Volume 4 Number 3 April 2003
The annual Conference on Retroviruses and Opportunistic Infections (CROI) remains one of the most important scientific meetings for presentation of new research and this year’s meeting in Boston from 10-14 February was no exception.
As such, we have focused most of this issue of HTB on reporting from that meeting including reports on new agents, antiretroviral strategy, gender studies, generics, treatment in resource-poor settings, metabolic side effects and lipodystrophy.
Two of the bigger general news stories this month, appropriately included in ‘other news’, were the results from the VaxGen vaccine trial, and the approval (in the USA) and pricing (in Europe) for Roche/Trimeris fusion inhibitor T-20.
The VaxGen results are undoubtedly disappointing but did not come as a surprise to most researchers. The impressive logistical difficulties of running a large preventative vaccine trial, including ethical barriers, were nevertheless overcome. This was somewhat overshadowed by the company’s emphasis on benefits shown in the small numbers of African-American and Asian people in the study. The tiny numbers involved, and indeed the calculation of statistical significance that has since been challenged, were effectively highlighted by community reports. We are left to wait until the results of the Thailand study expected in a few months time, to see whether this leads to any benefit in practice.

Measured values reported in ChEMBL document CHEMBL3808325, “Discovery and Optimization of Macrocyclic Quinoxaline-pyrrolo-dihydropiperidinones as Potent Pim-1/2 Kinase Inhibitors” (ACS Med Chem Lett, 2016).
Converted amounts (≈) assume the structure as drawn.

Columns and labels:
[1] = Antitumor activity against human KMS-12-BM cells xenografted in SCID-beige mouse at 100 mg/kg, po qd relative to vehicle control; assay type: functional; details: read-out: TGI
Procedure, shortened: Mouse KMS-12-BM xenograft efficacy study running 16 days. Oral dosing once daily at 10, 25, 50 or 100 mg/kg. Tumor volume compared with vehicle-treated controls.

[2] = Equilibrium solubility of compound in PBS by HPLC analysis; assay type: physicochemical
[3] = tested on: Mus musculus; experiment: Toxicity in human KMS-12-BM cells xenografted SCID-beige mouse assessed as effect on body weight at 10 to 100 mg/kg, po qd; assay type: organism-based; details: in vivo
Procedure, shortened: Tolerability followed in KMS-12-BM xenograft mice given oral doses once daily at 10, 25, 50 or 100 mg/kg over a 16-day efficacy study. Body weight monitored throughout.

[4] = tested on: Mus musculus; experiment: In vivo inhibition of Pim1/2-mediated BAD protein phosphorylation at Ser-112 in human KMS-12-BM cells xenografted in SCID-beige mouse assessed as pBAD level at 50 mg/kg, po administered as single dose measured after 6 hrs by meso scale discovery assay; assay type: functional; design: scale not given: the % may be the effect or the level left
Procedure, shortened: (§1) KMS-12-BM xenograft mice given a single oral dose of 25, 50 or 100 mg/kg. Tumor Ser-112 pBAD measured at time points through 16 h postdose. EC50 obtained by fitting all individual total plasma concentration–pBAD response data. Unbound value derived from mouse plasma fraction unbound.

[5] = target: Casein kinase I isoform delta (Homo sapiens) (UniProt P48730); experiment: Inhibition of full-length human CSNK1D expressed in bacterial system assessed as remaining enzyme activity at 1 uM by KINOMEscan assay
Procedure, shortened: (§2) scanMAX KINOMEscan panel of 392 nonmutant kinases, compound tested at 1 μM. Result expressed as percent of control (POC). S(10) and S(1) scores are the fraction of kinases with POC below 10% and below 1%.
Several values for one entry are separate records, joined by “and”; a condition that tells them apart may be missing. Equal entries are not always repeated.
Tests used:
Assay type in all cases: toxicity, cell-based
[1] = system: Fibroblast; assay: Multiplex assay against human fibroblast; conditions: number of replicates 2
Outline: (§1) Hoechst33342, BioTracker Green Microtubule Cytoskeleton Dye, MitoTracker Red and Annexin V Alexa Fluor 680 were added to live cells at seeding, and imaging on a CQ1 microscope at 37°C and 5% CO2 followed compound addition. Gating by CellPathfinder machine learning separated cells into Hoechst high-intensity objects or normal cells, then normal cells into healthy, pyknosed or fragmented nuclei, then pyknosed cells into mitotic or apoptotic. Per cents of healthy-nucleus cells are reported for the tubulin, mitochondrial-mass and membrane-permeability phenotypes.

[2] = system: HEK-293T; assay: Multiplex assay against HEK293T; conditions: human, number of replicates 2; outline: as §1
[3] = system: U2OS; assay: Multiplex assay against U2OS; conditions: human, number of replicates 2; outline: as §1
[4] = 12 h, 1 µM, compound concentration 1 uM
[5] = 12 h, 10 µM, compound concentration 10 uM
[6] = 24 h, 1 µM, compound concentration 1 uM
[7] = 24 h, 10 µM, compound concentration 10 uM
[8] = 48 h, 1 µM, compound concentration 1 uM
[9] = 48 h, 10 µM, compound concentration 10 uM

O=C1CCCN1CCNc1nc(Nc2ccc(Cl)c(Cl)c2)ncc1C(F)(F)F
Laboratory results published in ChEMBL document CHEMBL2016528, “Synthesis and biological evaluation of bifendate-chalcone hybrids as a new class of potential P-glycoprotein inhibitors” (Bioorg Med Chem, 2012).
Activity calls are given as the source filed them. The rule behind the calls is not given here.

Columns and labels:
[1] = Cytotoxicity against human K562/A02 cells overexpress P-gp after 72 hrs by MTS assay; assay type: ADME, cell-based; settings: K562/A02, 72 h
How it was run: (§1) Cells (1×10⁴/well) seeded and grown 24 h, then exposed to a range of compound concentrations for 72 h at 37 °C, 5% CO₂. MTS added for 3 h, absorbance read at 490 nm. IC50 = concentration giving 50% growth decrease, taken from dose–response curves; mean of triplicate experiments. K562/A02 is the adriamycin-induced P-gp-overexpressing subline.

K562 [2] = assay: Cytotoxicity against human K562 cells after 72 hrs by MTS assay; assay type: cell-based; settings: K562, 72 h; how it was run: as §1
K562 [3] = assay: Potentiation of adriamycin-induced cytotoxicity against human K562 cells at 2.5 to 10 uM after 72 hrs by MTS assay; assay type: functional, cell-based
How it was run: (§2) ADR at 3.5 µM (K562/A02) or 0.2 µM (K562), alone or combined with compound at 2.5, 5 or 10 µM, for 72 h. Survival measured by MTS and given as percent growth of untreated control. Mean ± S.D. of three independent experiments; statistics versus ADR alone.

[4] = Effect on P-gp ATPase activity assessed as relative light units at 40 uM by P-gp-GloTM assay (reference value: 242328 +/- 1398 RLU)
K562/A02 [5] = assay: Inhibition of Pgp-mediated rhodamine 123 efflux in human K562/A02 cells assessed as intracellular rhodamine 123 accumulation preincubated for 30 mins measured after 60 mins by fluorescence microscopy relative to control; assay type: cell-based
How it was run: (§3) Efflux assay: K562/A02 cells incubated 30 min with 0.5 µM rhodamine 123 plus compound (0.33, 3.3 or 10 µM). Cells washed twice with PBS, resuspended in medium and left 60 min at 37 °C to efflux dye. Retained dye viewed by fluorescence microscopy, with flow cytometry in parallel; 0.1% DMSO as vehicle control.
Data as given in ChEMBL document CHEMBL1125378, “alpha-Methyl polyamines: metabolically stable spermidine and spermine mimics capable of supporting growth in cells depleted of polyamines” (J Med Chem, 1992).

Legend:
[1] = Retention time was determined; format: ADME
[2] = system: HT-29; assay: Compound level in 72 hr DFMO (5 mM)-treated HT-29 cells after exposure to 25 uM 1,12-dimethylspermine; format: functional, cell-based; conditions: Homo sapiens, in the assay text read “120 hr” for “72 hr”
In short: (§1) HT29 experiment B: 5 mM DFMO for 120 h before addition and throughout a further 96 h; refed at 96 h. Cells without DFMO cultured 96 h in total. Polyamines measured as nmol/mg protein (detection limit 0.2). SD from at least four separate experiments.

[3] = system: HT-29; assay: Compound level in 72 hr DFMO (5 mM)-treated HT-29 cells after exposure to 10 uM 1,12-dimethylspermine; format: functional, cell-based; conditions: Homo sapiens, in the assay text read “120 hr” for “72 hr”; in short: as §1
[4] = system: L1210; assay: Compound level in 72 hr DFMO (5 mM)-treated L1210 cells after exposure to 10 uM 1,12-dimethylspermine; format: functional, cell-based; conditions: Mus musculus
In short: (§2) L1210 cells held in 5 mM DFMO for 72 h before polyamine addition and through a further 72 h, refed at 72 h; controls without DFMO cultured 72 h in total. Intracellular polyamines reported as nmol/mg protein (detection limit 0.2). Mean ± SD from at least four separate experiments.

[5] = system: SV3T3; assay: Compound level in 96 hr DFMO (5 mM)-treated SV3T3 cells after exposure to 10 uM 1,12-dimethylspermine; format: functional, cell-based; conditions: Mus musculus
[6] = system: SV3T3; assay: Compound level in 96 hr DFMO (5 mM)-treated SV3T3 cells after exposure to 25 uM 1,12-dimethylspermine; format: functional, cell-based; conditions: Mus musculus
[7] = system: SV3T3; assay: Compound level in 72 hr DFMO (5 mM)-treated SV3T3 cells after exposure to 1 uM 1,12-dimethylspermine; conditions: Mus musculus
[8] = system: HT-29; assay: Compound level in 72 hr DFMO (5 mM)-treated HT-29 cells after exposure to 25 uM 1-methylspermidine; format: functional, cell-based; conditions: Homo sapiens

T-20 is the first ‘new-class’ drug to be approved since 1996 and the significant scientific and medical advances implicit in its development have been largely overtaken by the issue of cost – at $20,000 per year this is at least three times higher than the most expensive current drugs.
Development costs were undeniably high, and if Roche hadn’t partnered early with Trimeris and run with the many uncertainties of a subcutaneously administered drug, we wouldn’t have seen the compound introduced into clinical care for many years.
T-20 will work against all virus resistant to current treatments, but like all drugs, for long-term benefit requires support from other active agents in a combination. Strictly speaking, this implies use earlier in treatment failure and at least in third-line therapy.
The UK has been relatively sheltered from individual drug costs for HIV, and also thankfully sheltered from National Institute of Clinical Excellence (NICE), but there is no guarantee that this will continue. Restructuring healthcare through Prmary Care Trusts is likely to mean that everything now comes from the same pot and there has still been no government recognition that increasing numbers of new infections and reduced mortality in itself requires an increasing annual drug budget.
Although still easily justifiable by health economic analysis, there is a concern that cost may be used as a factor to delay use of T-20. In practice, instead of becoming a possible drug for many patients to successfully control viremia and reduce further resistance, it may become used only sparingly and in salvage situations.
The implications for other markets, notably the USA where many ADAP and Medicaid programmes already have closed waiting lists are unclear but indications of the concern from patients dependent on these programmes are provided in linked articles for this story.